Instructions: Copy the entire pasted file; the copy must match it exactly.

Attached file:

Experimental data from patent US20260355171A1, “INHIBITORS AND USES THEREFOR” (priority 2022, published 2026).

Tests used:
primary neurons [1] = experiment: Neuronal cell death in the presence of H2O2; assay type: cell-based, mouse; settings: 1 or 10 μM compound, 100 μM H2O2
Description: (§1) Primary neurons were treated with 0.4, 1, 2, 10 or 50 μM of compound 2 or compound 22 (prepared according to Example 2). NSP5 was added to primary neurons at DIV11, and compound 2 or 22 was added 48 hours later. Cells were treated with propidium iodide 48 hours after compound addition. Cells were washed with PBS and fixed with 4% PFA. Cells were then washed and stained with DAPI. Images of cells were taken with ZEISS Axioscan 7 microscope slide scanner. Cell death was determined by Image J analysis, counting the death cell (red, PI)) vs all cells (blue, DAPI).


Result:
Experimental data from patent US20260355171A1, “INHIBITORS AND USES THEREFOR” (priority 2022, published 2026).

Tests used:
primary neurons [1] = experiment: Neuronal cell death in the presence of H2O2; assay type: cell-based, mouse; settings: 1 or 10 μM compound, 100 μM H2O2
Description: (§1) Primary neurons were treated with 0.4, 1, 2, 10 or 50 μM of compound 2 or compound 22 (prepared according to Example 2). NSP5 was added to primary neurons at DIV11, and compound 2 or 22 was added 48 hours later. Cells were treated with propidium iodide 48 hours after compound addition. Cells were washed with PBS and fixed with 4% PFA. Cells were then washed and stained with DAPI. Images of cells were taken with ZEISS Axioscan 7 microscope slide scanner. Cell death was determined by Image J analysis, counting the death cell (red, PI)) vs all cells (blue, DAPI).